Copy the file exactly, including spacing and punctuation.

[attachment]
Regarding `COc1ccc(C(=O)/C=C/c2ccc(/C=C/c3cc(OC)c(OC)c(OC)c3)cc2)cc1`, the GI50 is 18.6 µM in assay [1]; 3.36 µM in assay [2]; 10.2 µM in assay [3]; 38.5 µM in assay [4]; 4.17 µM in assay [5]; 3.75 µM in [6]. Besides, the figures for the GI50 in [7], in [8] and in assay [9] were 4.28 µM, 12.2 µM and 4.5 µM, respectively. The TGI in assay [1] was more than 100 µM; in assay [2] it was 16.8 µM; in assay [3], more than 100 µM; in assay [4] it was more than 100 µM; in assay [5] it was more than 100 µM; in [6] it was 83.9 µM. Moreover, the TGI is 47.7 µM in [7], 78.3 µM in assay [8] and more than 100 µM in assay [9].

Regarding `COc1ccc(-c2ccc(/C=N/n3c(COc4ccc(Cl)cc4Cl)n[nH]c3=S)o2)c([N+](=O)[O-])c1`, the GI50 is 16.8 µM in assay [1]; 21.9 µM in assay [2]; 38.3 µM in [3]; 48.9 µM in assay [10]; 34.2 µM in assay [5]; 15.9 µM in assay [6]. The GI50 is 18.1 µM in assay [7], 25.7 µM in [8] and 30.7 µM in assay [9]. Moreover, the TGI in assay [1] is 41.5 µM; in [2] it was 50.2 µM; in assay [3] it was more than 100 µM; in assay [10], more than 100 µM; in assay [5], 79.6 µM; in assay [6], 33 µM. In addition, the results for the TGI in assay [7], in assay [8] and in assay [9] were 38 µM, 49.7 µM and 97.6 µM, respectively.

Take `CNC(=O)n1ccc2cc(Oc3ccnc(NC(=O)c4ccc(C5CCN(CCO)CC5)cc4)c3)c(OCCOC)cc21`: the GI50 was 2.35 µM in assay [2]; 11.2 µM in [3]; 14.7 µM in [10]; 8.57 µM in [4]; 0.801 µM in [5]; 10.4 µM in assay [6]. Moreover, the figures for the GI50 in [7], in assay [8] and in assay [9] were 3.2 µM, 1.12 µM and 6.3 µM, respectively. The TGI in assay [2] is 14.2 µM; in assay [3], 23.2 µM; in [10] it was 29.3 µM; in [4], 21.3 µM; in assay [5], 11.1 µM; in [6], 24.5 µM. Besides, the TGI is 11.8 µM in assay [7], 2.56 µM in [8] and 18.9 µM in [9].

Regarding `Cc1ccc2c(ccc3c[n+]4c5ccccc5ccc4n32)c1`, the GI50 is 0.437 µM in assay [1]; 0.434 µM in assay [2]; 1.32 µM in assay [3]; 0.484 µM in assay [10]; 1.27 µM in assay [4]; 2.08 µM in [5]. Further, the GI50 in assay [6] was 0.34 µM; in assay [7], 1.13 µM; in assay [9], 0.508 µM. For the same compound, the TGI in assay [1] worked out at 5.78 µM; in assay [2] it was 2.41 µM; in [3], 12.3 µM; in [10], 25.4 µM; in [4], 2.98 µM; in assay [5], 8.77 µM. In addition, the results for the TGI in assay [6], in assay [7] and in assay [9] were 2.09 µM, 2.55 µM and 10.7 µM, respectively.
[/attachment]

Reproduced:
Regarding `COc1ccc(C(=O)/C=C/c2ccc(/C=C/c3cc(OC)c(OC)c(OC)c3)cc2)cc1`, the GI50 is 18.6 µM in assay [1]; 3.36 µM in assay [2]; 10.2 µM in assay [3]; 38.5 µM in assay [4]; 4.17 µM in assay [5]; 3.75 µM in [6]. Besides, the figures for the GI50 in [7], in [8] and in assay [9] were 4.28 µM, 12.2 µM and 4.5 µM, respectively. The TGI in assay [1] was more than 100 µM; in assay [2] it was 16.8 µM; in assay [3], more than 100 µM; in assay [4] it was more than 100 µM; in assay [5] it was more than 100 µM; in [6] it was 83.9 µM. Moreover, the TGI is 47.7 µM in [7], 78.3 µM in assay [8] and more than 100 µM in assay [9].

Regarding `COc1ccc(-c2ccc(/C=N/n3c(COc4ccc(Cl)cc4Cl)n[nH]c3=S)o2)c([N+](=O)[O-])c1`, the GI50 is 16.8 µM in assay [1]; 21.9 µM in assay [2]; 38.3 µM in [3]; 48.9 µM in assay [10]; 34.2 µM in assay [5]; 15.9 µM in assay [6]. The GI50 is 18.1 µM in assay [7], 25.7 µM in [8] and 30.7 µM in assay [9]. Moreover, the TGI in assay [1] is 41.5 µM; in [2] it was 50.2 µM; in assay [3] it was more than 100 µM; in assay [10], more than 100 µM; in assay [5], 79.6 µM; in assay [6], 33 µM. In addition, the results for the TGI in assay [7], in assay [8] and in assay [9] were 38 µM, 49.7 µM and 97.6 µM, respectively.

Take `CNC(=O)n1ccc2cc(Oc3ccnc(NC(=O)c4ccc(C5CCN(CCO)CC5)cc4)c3)c(OCCOC)cc21`: the GI50 was 2.35 µM in assay [2]; 11.2 µM in [3]; 14.7 µM in [10]; 8.57 µM in [4]; 0.801 µM in [5]; 10.4 µM in assay [6]. Moreover, the figures for the GI50 in [7], in assay [8] and in assay [9] were 3.2 µM, 1.12 µM and 6.3 µM, respectively. The TGI in assay [2] is 14.2 µM; in assay [3], 23.2 µM; in [10] it was 29.3 µM; in [4], 21.3 µM; in assay [5], 11.1 µM; in [6], 24.5 µM. Besides, the TGI is 11.8 µM in assay [7], 2.56 µM in [8] and 18.9 µM in [9].

Regarding `Cc1ccc2c(ccc3c[n+]4c5ccccc5ccc4n32)c1`, the GI50 is 0.437 µM in assay [1]; 0.434 µM in assay [2]; 1.32 µM in assay [3]; 0.484 µM in assay [10]; 1.27 µM in assay [4]; 2.08 µM in [5]. Further, the GI50 in assay [6] was 0.34 µM; in assay [7], 1.13 µM; in assay [9], 0.508 µM. For the same compound, the TGI in assay [1] worked out at 5.78 µM; in assay [2] it was 2.41 µM; in [3], 12.3 µM; in [10], 25.4 µM; in [4], 2.98 µM; in assay [5], 8.77 µM. In addition, the results for the TGI in assay [6], in assay [7] and in assay [9] were 2.09 µM, 2.55 µM and 10.7 µM, respectively.